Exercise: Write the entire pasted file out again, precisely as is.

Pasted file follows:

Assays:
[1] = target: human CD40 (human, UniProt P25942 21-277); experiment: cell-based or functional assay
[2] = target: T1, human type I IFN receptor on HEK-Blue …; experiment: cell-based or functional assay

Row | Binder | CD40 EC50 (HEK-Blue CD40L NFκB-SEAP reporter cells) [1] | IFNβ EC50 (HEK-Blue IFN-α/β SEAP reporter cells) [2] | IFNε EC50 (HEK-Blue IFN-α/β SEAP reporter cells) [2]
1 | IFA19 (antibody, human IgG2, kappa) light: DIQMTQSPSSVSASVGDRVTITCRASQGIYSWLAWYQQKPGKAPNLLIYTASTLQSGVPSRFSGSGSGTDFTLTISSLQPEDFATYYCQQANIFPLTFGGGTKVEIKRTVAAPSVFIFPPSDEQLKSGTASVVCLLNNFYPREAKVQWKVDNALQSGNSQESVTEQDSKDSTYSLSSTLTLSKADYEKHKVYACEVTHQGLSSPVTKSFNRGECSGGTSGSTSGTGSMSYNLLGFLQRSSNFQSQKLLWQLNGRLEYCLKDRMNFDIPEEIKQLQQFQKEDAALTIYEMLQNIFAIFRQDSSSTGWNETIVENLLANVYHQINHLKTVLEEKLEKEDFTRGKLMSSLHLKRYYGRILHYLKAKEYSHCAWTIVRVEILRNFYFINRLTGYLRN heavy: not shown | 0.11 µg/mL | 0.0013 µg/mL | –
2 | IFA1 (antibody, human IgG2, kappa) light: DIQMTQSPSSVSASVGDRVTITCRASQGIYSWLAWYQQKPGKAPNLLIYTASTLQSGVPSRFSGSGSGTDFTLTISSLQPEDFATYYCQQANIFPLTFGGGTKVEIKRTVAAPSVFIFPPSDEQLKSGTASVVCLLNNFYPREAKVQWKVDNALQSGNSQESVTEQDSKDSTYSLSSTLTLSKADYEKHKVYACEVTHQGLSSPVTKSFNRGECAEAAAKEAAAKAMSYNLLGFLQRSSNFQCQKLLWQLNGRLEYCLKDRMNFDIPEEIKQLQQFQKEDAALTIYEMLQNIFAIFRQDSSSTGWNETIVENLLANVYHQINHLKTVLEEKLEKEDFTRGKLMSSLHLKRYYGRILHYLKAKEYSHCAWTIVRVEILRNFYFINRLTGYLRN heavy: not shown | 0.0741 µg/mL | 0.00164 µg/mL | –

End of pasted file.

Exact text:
Assays:
[1] = target: human CD40 (human, UniProt P25942 21-277); experiment: cell-based or functional assay
[2] = target: T1, human type I IFN receptor on HEK-Blue …; experiment: cell-based or functional assay

Row | Binder | CD40 EC50 (HEK-Blue CD40L NFκB-SEAP reporter cells) [1] | IFNβ EC50 (HEK-Blue IFN-α/β SEAP reporter cells) [2] | IFNε EC50 (HEK-Blue IFN-α/β SEAP reporter cells) [2]
1 | IFA19 (antibody, human IgG2, kappa) light: DIQMTQSPSSVSASVGDRVTITCRASQGIYSWLAWYQQKPGKAPNLLIYTASTLQSGVPSRFSGSGSGTDFTLTISSLQPEDFATYYCQQANIFPLTFGGGTKVEIKRTVAAPSVFIFPPSDEQLKSGTASVVCLLNNFYPREAKVQWKVDNALQSGNSQESVTEQDSKDSTYSLSSTLTLSKADYEKHKVYACEVTHQGLSSPVTKSFNRGECSGGTSGSTSGTGSMSYNLLGFLQRSSNFQSQKLLWQLNGRLEYCLKDRMNFDIPEEIKQLQQFQKEDAALTIYEMLQNIFAIFRQDSSSTGWNETIVENLLANVYHQINHLKTVLEEKLEKEDFTRGKLMSSLHLKRYYGRILHYLKAKEYSHCAWTIVRVEILRNFYFINRLTGYLRN heavy: not shown | 0.11 µg/mL | 0.0013 µg/mL | –
2 | IFA1 (antibody, human IgG2, kappa) light: DIQMTQSPSSVSASVGDRVTITCRASQGIYSWLAWYQQKPGKAPNLLIYTASTLQSGVPSRFSGSGSGTDFTLTISSLQPEDFATYYCQQANIFPLTFGGGTKVEIKRTVAAPSVFIFPPSDEQLKSGTASVVCLLNNFYPREAKVQWKVDNALQSGNSQESVTEQDSKDSTYSLSSTLTLSKADYEKHKVYACEVTHQGLSSPVTKSFNRGECAEAAAKEAAAKAMSYNLLGFLQRSSNFQCQKLLWQLNGRLEYCLKDRMNFDIPEEIKQLQQFQKEDAALTIYEMLQNIFAIFRQDSSSTGWNETIVENLLANVYHQINHLKTVLEEKLEKEDFTRGKLMSSLHLKRYYGRILHYLKAKEYSHCAWTIVRVEILRNFYFINRLTGYLRN heavy: not shown | 0.0741 µg/mL | 0.00164 µg/mL | –